A big idea in a tiny house.

Sarah Hastings ’15

By John Martins

Sarah Hastings ’15 is definitely no stranger to bold ideas.

These ideas have been many and varied, and they range from building a bicycle-powered blender to camping solo in England's Lake District. On most of these ideas, she’s followed through. (She’ll solo hike the Appalachian Trail sometime later.)

But none has been as big, or as purposeful, as striving to live her life as simply and consciously as possible. And that’s the idea that’s going to end up putting a roof—albeit a very tiny one— over her head.

After preparing for more than two years with course work, materials sourcing, and fundraising, Hastings is finally building her “tiny house,” a 190-square-foot wood-frame dwelling situated atop a 27-foot-long flatbed trailer. She plans to complete the house by April, and after she moves it to wherever she finds herself after graduation, she will proudly take up residence in it.

“I always had that interest to design where I’d be living,” she said. “I think you should live according to your values as much as you can. And I want to make them as apparent as I can so that I can inspire other people.

“It’s also a lot fun,” she added, “to experiment and try new things.”

Joining a movement

Trying new things seems like a mantra for Hastings, who said her interest in designing and building her own home goes way back to her childhood. It wasn’t until high school, however, when she was first turned on to environmentalism and sustainable building practices. And that was when the big idea began to take clearer shape in her mind.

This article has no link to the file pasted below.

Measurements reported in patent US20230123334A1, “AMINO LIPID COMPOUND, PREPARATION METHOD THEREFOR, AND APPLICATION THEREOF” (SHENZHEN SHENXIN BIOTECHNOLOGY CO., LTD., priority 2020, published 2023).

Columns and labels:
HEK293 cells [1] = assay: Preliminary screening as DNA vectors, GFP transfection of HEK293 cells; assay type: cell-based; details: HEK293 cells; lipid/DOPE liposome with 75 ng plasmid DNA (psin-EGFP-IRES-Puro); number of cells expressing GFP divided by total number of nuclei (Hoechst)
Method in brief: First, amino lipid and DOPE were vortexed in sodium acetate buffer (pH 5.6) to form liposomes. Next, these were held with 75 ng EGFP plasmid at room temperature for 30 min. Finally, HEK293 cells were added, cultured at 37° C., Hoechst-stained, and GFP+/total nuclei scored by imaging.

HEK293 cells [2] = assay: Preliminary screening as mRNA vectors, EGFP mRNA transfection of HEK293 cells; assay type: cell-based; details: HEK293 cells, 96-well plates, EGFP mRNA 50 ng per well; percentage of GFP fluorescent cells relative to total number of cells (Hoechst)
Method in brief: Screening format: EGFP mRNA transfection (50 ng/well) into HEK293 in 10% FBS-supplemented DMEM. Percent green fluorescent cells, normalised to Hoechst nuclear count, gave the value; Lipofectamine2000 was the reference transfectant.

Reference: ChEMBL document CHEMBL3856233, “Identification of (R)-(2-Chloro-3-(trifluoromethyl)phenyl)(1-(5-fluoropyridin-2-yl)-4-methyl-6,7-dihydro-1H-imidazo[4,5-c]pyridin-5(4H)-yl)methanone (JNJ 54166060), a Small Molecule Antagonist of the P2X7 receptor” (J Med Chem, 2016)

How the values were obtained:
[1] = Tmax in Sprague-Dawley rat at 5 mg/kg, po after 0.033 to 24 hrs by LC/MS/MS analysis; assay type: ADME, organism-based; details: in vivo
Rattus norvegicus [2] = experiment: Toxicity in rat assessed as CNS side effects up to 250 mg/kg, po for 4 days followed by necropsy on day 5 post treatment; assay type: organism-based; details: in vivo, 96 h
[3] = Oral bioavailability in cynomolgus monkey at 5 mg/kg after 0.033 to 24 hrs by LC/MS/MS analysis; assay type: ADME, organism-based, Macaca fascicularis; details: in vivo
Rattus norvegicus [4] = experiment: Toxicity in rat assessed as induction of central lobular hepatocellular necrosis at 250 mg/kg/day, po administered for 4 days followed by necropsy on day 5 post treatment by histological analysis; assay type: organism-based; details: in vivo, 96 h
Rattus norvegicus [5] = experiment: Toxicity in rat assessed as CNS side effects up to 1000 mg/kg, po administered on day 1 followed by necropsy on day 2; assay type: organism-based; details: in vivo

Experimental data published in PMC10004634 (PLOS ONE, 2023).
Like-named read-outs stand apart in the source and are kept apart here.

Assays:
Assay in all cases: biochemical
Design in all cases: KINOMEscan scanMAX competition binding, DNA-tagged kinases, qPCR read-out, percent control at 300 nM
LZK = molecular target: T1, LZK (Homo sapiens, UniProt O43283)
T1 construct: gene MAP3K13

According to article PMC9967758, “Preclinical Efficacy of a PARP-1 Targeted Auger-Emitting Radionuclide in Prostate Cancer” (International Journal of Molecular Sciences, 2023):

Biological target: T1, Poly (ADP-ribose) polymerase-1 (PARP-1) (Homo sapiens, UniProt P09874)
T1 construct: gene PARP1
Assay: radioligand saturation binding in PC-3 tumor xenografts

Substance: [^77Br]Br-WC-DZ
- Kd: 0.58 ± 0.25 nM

She was first inspired by rustic buildings and earth houses, which are dwellings built into terrain to minimize impact to the environment and maximize energy-savings.

“I’ve always been interested in space, and I’m in love with nature,” said Hastings, who is double-majoring in architectural studies and environmental studies. “I’ve always tried to figure out how to incorporate nature into my daily environment.”

During her first-year at Mount Holyoke, Hastings discovered the tiny-house movement while reading a creative design blog. The discovery changed the course of her academic journey.

Knowing that she wanted to live simply and in close proximity to nature, Hastings seized on the tiny-house movement as a way to account for all the variables—cost, a need for mobility, etc.—while staying true to the underlying principle of living in “environmentally conscious shelter.”

She delved into whatever material she could find on the subject, and began to make designs and models— on paper, or with cereal boxes— for her own future home. She became increasingly invested in turning the idea into a reality, and decided to integrate it fully with her course work.